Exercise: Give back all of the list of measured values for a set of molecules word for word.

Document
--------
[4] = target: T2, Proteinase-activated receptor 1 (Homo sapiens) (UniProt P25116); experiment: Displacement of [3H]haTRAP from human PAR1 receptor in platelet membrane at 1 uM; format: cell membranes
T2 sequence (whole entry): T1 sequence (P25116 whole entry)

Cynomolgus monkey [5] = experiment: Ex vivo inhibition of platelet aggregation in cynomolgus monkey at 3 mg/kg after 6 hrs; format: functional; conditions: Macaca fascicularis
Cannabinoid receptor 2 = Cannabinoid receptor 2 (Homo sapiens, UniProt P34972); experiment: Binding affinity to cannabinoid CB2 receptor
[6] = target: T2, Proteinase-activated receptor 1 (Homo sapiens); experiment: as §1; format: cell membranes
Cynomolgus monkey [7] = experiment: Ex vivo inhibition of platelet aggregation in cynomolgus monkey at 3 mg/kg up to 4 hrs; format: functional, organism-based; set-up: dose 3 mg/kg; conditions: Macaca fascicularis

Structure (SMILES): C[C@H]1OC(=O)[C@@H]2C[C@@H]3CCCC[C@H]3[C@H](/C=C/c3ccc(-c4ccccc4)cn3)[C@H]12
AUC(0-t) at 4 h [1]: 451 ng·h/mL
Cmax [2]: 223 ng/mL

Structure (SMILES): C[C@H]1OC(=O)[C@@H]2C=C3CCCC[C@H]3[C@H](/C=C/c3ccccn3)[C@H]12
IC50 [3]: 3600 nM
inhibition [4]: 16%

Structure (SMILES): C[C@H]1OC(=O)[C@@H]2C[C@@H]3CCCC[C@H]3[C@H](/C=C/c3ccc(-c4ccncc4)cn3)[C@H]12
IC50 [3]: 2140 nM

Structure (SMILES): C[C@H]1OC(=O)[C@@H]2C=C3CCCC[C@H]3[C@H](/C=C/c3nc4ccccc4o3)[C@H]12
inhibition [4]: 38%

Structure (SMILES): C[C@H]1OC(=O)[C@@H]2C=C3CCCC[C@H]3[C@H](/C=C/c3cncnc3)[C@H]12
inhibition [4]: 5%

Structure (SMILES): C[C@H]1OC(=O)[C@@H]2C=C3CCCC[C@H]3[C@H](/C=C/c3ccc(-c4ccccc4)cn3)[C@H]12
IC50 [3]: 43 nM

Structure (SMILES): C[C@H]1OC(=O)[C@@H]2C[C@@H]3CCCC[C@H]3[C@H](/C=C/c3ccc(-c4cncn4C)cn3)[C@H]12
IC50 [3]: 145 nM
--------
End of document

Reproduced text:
[4] = target: T2, Proteinase-activated receptor 1 (Homo sapiens) (UniProt P25116); experiment: Displacement of [3H]haTRAP from human PAR1 receptor in platelet membrane at 1 uM; format: cell membranes
T2 sequence (whole entry): T1 sequence (P25116 whole entry)

Cynomolgus monkey [5] = experiment: Ex vivo inhibition of platelet aggregation in cynomolgus monkey at 3 mg/kg after 6 hrs; format: functional; conditions: Macaca fascicularis
Cannabinoid receptor 2 = Cannabinoid receptor 2 (Homo sapiens, UniProt P34972); experiment: Binding affinity to cannabinoid CB2 receptor
[6] = target: T2, Proteinase-activated receptor 1 (Homo sapiens); experiment: as §1; format: cell membranes
Cynomolgus monkey [7] = experiment: Ex vivo inhibition of platelet aggregation in cynomolgus monkey at 3 mg/kg up to 4 hrs; format: functional, organism-based; set-up: dose 3 mg/kg; conditions: Macaca fascicularis

Structure (SMILES): C[C@H]1OC(=O)[C@@H]2C[C@@H]3CCCC[C@H]3[C@H](/C=C/c3ccc(-c4ccccc4)cn3)[C@H]12
AUC(0-t) at 4 h [1]: 451 ng·h/mL
Cmax [2]: 223 ng/mL

Structure (SMILES): C[C@H]1OC(=O)[C@@H]2C=C3CCCC[C@H]3[C@H](/C=C/c3ccccn3)[C@H]12
IC50 [3]: 3600 nM
inhibition [4]: 16%

Structure (SMILES): C[C@H]1OC(=O)[C@@H]2C[C@@H]3CCCC[C@H]3[C@H](/C=C/c3ccc(-c4ccncc4)cn3)[C@H]12
IC50 [3]: 2140 nM

Structure (SMILES): C[C@H]1OC(=O)[C@@H]2C=C3CCCC[C@H]3[C@H](/C=C/c3nc4ccccc4o3)[C@H]12
inhibition [4]: 38%

Structure (SMILES): C[C@H]1OC(=O)[C@@H]2C=C3CCCC[C@H]3[C@H](/C=C/c3cncnc3)[C@H]12
inhibition [4]: 5%

Structure (SMILES): C[C@H]1OC(=O)[C@@H]2C=C3CCCC[C@H]3[C@H](/C=C/c3ccc(-c4ccccc4)cn3)[C@H]12
IC50 [3]: 43 nM

Structure (SMILES): C[C@H]1OC(=O)[C@@H]2C[C@@H]3CCCC[C@H]3[C@H](/C=C/c3ccc(-c4cncn4C)cn3)[C@H]12
IC50 [3]: 145 nM